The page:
Iran has a ‘morality police‘ that enforces hijab laws. Besides the wearing of hijab, women are also required to not wear form-fitting or revealing clothes. The mingling of the opposite genders in public space is also regulated. It was in the morality police’s custody that Mahsa Amini, 22, died.

Amini’s death triggered months of nationwide protests in Iran that emerged as the biggest challenged the Iranian regime as well as the Islamic Revolution. In the largely women-led protests, women often tore off their hijabs, burnt hijab, walked around bare-headed, and cut their hair publicly in defiance of the Iranian regime.

In the crackdown, hundreds of protesters have been killed and many more have been detained. Though the protests have largely died down by now, reports say individual acts of resistance continue. The Iranian morality police is back on the streets with increased surveillance measure in place to check defiance.

Prominent Iranians defying the hijab law

Chess player Sara Khadem is one of the many prominent Iranians to defy the hijab rule in recent months.

In the months following Mahsa Amini’s custodial death, several prominent sportswomen and actresses defied the hijab law. Fellow chess player Atousa Pourkashiyan also defied the hijab law at the Kazakhstan event.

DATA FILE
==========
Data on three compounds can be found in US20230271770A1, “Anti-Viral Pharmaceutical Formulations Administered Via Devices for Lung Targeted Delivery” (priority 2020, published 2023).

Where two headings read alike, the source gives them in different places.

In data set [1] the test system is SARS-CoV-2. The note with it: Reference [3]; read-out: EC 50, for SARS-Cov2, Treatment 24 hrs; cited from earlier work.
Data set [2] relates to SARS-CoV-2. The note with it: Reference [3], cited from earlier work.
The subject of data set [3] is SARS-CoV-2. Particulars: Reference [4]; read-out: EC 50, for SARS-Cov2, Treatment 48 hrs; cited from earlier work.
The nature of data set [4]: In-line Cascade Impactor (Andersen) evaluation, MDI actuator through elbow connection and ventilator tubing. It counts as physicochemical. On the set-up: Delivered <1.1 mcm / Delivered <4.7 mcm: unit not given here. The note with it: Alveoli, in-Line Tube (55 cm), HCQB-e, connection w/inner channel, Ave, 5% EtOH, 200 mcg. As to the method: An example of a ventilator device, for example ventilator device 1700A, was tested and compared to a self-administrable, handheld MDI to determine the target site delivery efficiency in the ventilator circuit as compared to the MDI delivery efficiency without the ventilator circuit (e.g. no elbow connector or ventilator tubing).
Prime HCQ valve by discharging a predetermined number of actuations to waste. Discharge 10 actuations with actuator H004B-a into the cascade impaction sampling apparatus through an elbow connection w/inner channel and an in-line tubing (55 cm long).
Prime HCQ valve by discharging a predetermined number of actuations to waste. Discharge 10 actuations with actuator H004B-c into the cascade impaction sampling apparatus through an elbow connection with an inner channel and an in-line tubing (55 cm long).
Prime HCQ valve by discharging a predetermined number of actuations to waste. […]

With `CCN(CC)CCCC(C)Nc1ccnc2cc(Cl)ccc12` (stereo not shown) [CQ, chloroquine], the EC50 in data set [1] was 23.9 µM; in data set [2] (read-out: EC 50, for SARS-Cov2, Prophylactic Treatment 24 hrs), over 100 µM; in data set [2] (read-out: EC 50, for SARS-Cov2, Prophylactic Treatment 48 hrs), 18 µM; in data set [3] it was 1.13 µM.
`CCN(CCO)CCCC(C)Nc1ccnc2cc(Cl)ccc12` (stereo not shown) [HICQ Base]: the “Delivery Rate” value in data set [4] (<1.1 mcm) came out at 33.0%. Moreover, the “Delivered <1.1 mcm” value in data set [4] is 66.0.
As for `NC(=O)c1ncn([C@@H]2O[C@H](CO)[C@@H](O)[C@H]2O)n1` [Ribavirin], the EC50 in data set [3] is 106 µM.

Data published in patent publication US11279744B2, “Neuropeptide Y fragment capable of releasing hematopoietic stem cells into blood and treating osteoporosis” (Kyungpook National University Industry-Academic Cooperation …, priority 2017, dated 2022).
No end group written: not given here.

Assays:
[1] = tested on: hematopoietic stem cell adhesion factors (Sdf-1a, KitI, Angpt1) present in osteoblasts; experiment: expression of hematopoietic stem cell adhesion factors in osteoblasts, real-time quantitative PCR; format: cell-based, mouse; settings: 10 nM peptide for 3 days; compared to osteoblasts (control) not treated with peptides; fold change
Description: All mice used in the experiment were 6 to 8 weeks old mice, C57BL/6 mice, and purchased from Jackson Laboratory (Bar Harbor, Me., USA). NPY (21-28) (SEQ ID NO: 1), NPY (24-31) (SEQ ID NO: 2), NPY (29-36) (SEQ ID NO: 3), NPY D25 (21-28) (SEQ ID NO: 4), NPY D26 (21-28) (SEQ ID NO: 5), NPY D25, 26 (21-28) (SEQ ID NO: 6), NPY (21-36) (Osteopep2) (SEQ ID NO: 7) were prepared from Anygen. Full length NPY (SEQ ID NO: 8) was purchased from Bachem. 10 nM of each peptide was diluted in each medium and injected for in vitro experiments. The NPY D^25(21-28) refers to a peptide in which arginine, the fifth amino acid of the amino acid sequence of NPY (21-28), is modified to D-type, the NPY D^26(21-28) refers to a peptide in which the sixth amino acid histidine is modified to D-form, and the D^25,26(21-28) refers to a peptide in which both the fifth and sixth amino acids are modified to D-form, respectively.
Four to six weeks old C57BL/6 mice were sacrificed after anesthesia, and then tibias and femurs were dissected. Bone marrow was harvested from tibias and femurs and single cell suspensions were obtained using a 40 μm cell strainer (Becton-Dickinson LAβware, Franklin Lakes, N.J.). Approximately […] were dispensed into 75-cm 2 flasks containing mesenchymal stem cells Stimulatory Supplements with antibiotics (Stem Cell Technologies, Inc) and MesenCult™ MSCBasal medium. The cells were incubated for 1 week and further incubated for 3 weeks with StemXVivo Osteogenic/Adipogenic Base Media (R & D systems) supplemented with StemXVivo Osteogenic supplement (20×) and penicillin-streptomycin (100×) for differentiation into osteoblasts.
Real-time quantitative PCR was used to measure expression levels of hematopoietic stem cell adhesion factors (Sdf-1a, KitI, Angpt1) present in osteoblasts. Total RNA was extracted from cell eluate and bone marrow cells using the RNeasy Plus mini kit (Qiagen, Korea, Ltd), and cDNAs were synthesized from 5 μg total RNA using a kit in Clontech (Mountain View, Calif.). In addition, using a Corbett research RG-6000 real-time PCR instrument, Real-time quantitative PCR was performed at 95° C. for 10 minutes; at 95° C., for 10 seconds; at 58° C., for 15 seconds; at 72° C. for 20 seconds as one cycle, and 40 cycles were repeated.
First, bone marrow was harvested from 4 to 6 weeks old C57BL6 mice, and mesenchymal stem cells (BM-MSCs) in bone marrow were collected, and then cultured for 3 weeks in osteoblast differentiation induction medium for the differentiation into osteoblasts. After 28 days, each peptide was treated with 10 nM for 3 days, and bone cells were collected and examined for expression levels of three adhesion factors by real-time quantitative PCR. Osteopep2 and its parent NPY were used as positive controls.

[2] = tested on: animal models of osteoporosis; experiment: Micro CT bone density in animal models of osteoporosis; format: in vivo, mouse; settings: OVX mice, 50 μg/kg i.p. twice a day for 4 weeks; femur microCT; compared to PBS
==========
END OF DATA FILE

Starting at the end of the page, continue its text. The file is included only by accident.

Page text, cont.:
Over the past one month, three well-known Iranian actresses have been convicted for defying the hijab law and have been handed varied sentences. The judges also diagnosed all three mentally ill, anti-family, and anti-social. The three actresses are Azadeh Samadi, Leila Bolukat, and Afsaneh Bayegan.

Samadi, 44, was convicted for wearing a hat instead of a hijab at a funeral. Bolukat, 42, was convicted for posting photos on social media without hijab. Bayegan, 61, was convicted for appearing in a film ceremony without hijab.

The Iranian diaspora abroad has also supported the movement in Iran. In May, Iranian-American model Mahlagha Jaberi wore a dress with a noose-styled collar at the Cannes Film Festival to raise the issue of executions in Iran. The country is infamous for executions after opaque trials for charges ranging from terrorism to blasphemy.

“We wanted to make a fashion statement to observe the glamour of Cannes, but more importantly, to bring media attention to the wrongful executions of Iranian people. Unfortunately, political statements are not allowed at the film festival and the security stopped me from showing the back of my dress, but the ‘noose’ meaning was well understood,” said Jaberi in a post on Instagram.

In October 2022, Iranian competitive climber Elnaz Rekabi competed without a hijab in South Korea. NPR reported she received “a hero’s welcome” upon her return to Iran. Later, the Iranian regime demolished her family home.

In November 2022, an Iranian women’s basketball team shared a photo without hijab with a caption “Women, Life, Freedom”. The slogan became a rallying cry for the women-led movement.

In November 2022, Iranian skater Niloufar Mardani received an award in Turkey without her hijab. As her photograph became public, the Iranian government condemned her act.